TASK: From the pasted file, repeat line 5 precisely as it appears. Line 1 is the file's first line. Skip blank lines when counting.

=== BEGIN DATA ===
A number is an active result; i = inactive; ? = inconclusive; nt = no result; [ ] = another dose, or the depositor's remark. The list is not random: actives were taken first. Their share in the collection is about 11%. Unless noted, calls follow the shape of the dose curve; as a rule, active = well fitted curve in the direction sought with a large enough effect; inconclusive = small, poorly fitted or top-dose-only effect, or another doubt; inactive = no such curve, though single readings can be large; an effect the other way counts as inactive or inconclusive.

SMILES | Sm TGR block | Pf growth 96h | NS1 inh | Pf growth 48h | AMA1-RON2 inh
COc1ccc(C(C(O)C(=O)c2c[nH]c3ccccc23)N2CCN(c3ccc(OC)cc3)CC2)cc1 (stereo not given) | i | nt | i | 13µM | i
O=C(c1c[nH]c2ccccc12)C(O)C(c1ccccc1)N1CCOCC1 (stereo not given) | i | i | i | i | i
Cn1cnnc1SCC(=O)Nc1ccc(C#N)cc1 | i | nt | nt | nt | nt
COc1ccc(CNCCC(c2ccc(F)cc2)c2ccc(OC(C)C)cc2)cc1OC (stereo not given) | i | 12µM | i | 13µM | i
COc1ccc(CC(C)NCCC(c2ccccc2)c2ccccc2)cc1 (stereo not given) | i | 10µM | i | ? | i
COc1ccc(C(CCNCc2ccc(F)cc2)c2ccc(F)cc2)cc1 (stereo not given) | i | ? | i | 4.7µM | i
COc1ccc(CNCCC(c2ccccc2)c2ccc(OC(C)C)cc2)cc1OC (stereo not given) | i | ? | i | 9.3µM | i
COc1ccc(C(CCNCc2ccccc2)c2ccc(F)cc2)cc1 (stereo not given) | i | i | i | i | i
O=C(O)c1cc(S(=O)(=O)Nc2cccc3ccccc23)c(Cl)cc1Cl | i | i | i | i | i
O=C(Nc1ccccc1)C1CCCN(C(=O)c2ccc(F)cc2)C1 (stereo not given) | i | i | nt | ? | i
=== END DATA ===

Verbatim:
Cn1cnnc1SCC(=O)Nc1ccc(C#N)cc1 | i | nt | nt | nt | nt